The Andy Nash interview (1/3)

On Monday 10th April Somerset County Cricket Club issued a statement on the ECB’s proposals for the future of the game with the Club highlighting their support for these proposals. A few days later I met Andy Nash in the Broome Suite in the Somerset Stand to discuss the proposals and Somerset’s standing, particularly on the highly contentious issue of city-based franchise Cricket. Here is what he said.

The Club Statement & Guy Lavender (part 1)

Andy, thanks very much for the interview today at a busy time for all associated with the Club. Recent seasons have seen much progress with Somerset CCC so how would you summarise recent successes and Guy Lavender’s legacy?

We have been very lucky that, in my time here as Chairman, we have had two very gifted and talented CEO’s in firstly Richard Gould and now Guy Lavender, both of whom have gone onto much greater things. I have had a great working relationship with both of them and – look around you – you can see what they have been part of. But it’s a team game and the both of them have helped build a very strong culture within the Club and helped take the Club from – let’s face it – a fairly mediocre position back in the early 2000s to now being the longest-serving Club in the first tier of the County Championship. We have one of the best track records in the white ball game, with the exception being last year in the T20, and the ground has gone from being a very ordinary ground (albeit with a rich heritage) to one that is category B and ready for international Cricket.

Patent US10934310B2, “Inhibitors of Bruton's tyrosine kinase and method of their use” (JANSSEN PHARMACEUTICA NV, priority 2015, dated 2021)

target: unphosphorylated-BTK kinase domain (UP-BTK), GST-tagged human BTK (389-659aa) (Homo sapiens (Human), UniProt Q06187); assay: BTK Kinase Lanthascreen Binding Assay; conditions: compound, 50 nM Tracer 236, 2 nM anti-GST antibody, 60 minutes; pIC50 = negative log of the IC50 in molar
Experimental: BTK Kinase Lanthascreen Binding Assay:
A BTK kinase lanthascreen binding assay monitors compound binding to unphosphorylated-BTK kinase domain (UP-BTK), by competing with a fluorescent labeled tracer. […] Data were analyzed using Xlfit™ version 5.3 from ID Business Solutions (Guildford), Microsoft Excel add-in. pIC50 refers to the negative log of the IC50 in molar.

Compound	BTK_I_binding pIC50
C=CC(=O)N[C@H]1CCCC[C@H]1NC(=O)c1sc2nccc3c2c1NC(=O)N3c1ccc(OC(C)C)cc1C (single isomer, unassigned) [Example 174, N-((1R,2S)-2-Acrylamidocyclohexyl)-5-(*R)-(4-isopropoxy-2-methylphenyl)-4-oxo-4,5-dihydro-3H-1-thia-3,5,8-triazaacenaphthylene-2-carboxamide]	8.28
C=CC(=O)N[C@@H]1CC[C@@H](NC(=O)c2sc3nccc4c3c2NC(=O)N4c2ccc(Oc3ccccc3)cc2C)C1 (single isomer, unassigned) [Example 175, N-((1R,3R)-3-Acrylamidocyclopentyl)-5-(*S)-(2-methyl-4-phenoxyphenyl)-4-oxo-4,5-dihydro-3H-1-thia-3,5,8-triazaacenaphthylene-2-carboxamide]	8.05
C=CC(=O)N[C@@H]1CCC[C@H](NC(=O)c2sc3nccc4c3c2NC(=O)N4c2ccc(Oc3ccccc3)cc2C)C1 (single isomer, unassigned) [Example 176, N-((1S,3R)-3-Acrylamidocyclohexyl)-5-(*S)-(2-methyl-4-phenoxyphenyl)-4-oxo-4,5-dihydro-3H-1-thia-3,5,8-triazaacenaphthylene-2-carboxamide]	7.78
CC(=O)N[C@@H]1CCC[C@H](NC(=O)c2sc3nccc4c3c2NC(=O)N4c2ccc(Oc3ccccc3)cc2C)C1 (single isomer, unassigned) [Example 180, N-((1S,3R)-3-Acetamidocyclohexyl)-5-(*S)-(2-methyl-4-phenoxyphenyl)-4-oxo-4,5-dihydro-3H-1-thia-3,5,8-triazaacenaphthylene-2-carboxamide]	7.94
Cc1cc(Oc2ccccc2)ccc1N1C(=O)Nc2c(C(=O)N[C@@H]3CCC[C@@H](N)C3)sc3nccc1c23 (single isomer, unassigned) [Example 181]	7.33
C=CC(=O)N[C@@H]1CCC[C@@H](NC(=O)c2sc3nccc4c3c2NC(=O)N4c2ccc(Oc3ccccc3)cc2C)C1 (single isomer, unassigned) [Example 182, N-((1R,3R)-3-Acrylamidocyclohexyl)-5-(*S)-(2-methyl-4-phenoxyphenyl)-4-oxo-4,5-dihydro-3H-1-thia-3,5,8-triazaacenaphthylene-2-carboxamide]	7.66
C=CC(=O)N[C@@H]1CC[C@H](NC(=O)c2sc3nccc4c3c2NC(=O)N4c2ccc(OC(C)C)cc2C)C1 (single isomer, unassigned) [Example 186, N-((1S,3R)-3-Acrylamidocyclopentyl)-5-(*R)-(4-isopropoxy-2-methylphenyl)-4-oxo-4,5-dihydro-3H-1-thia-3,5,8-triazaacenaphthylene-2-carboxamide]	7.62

You mention Richard Gould and when he left it appeared to be a huge body blow but we recruited well then bringing in Guy. Have you started the process of replacing Guy? Do you have anyone in mind?

Yes I have seen a long list already this morning which is incredibly strong. I was here in 2004 or 2005 when we ran a recruitment process and we had a young man in a junior commercial position at Bristol City apply, which was Richard Gould of course, and also the Secretary of the Clevedon Bowls Club! No disrespect to the Clevedon Bowls Club, but, the Club has moved on a long way and we have already had applications from all around the world and we are going to have a strong shortlist from which to choose from.

The game has never seen as much interest as it enjoys right now. Do you think that is due to the rise of the 20-over format or technology, as fans can easily be in touch with games even if they are at work or out of the country?

There are good bits and bad bits here. You do hear people lamenting the demise of traditional daily newspaper and their coverage of county Cricket, but that has nothing to do with the game that is the demise of newspapers in general, and that is to do with that thing called the silicon chip. I always tell people who do lament that there has never been a more varied, a more interesting or more professional coverage of which The Incider is a great example. These niche products appearing throughout Cricket with their own speciality – be that Club based or regionally based – covering all aspects of the game. And I think the ECB have done some brilliant stuff on the County Championship with some fabulous investment too. There are 75 million of these things in the UK at the moment (holds up mobile phone) and clearly the way people are following Cricket is changing.